Maryland governor looks to implement education tax credit program

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Maryland Gov. Larry HoganJoe Andrucyk via Wikipedia.com
Maryland Gov. Larry Hogan
Joe Andrucyk via Wikipedia.com

With Maryland on track to spend a record amount of money on education over the next two years, the big question for the Jewish community is how that money should be spent.

One of the main components of Gov. Larry Hogan’s (R) $6.3 billion budget initiative to improve K-12 education and make college affordable is a tax credit program for citizens, businesses and nonprofits that make donations to public and nonpublic schools. The governor’s bill also would finance the Pathways in Technology Early College High School, or P-TECH, program through a series of grants and payment of dual enrollment costs by county school boards.


The tax credit program would phase in the funding at $5 million the first year, $10 million the second year and $15 million starting in 2018 with roughly 60 percent going to nonpublic schools and 40 percent to public schools. The public school funding would be put toward “basic education needs,” such as textbooks, supplies, technology and tutoring, according to the bill

Sarah Mersky, director of government relations for the Baltimore Jewish Council, said there is a difference between the governor’s proposal and a similar bill from state Sen. James DeGrange (D-32) and Del. Antonio Hayes (D-40) that would allocate up to $15 million in any given year through tax credit program much like the governor’s. The DeGrange-Hayes bill would fund “innovative programs” in public schools such as tutoring, mentoring and after-school programs, Mersky said.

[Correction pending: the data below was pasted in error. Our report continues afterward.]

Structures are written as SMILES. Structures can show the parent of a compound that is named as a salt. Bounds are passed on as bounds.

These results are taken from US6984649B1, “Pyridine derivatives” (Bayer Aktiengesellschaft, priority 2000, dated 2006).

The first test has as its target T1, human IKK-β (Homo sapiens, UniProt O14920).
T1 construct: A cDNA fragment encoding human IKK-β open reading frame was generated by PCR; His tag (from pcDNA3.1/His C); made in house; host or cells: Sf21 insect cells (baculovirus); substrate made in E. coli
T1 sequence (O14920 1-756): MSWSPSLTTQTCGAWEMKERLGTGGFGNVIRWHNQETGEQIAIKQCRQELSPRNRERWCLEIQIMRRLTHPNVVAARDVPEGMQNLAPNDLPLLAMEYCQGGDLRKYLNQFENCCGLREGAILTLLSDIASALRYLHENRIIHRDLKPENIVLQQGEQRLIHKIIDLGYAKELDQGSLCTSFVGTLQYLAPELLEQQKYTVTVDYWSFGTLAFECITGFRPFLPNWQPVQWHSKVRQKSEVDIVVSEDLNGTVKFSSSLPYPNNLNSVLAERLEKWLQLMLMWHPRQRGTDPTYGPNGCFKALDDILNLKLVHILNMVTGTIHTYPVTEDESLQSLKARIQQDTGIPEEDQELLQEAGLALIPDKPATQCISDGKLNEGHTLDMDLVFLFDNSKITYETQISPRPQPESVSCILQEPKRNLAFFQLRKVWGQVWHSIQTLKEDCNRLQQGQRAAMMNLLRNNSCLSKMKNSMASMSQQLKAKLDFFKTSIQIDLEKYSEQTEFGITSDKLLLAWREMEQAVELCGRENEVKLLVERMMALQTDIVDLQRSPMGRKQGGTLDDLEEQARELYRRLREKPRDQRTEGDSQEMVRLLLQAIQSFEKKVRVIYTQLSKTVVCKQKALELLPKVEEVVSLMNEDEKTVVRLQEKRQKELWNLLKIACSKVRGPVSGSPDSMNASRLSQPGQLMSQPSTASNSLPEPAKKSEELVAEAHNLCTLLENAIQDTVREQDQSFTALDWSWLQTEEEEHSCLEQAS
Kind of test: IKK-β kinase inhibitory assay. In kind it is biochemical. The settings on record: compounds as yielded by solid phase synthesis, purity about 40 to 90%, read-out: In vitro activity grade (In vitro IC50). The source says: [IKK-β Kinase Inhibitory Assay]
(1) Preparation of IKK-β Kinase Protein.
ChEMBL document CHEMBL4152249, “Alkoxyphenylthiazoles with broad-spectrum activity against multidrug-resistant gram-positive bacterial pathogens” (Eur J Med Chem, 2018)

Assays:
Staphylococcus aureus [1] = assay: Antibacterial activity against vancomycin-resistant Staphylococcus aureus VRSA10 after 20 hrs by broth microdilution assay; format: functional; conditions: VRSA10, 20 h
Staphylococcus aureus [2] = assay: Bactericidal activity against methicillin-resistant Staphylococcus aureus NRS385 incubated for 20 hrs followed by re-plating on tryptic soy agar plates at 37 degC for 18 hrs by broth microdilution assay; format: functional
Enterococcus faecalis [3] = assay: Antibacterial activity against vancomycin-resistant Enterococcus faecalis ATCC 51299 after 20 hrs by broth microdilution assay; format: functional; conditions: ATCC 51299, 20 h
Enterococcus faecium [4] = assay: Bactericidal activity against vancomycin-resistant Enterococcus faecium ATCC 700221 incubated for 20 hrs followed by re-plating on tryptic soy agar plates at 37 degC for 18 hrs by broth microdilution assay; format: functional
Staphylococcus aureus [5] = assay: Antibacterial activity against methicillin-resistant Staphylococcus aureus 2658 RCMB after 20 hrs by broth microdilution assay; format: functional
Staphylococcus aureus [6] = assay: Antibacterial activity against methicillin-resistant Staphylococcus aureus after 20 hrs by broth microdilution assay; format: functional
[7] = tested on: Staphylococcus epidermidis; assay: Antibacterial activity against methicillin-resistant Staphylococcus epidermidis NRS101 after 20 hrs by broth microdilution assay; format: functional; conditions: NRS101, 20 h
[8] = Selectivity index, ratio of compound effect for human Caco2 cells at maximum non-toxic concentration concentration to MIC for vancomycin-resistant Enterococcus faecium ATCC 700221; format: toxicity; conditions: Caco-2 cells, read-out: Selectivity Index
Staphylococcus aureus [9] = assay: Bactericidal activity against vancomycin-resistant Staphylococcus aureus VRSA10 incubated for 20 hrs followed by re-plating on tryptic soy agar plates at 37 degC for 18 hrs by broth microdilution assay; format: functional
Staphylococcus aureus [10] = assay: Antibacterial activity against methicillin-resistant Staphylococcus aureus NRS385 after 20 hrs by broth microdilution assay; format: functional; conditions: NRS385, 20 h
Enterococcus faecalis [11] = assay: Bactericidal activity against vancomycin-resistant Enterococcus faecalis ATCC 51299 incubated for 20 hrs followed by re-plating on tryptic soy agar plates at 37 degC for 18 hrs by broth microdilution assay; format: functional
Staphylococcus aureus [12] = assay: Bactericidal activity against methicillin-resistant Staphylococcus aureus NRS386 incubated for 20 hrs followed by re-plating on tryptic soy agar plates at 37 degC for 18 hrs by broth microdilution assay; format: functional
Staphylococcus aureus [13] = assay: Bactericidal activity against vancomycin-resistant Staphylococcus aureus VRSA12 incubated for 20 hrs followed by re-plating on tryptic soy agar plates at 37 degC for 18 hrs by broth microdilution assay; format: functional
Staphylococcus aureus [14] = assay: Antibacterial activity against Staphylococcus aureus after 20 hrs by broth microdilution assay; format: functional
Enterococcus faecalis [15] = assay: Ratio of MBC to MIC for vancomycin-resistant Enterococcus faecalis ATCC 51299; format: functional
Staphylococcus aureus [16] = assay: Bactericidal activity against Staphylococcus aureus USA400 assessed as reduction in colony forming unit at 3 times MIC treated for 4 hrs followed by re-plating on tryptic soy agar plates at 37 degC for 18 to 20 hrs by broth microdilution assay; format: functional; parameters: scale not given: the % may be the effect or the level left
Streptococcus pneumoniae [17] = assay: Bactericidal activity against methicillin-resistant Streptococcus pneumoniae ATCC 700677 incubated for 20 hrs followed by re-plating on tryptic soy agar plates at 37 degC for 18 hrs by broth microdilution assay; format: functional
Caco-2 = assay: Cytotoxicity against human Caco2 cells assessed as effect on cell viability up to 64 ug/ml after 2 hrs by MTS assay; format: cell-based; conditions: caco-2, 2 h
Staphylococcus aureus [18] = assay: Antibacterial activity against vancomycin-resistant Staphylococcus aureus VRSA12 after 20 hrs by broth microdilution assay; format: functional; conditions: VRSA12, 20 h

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“A few legislators suggested that public school parents would not go through the trouble of applying for assistance for books or school supplies, which is why DeGrange’s bill changed that language” from supplies to tutoring, Mersky said.

Mersky said a number of Jewish day schools will benefit from either proposal if their tuition is below $14,000, the state’s annual per-pupil average on spending. She said both bills give priority to students who meeting food stamp eligibility requirements.


“For us it’s not just important in helping Jewish schools for the area but it’s the right thing to do for our state,” she said. “The need is great and the need is there. All of the polling on this shows that the state supports this.”

The two bills are the state’s latest attempt to pass an education credit bill, with the Building Opportunities for All Students and Teachers (BOAST) bill having failed to make it to committee when it was brought up in 2010 session.

Both the BJC and the Jewish Community Relations Council of Greater Washington have supported BOAST in the past.

JCRC Executive Director Ron Halber said the leadership in the House of Delegates will be reluctant to support the governor’s bill this year. He said that the JCRC has not taken a formal position on the bill, but has long supported education tax credits.

“We believe a properly administered business tax credit for contributions to public and nonpublic education, meeting specific criteria does not present a conflict between our commitment to support public education and our commitment to strengthening our Jewish community,” he said.

Halber added that the JCRC may support the $5 million that would fund the program this year, but has not looked at the governor’s proposal in detail.

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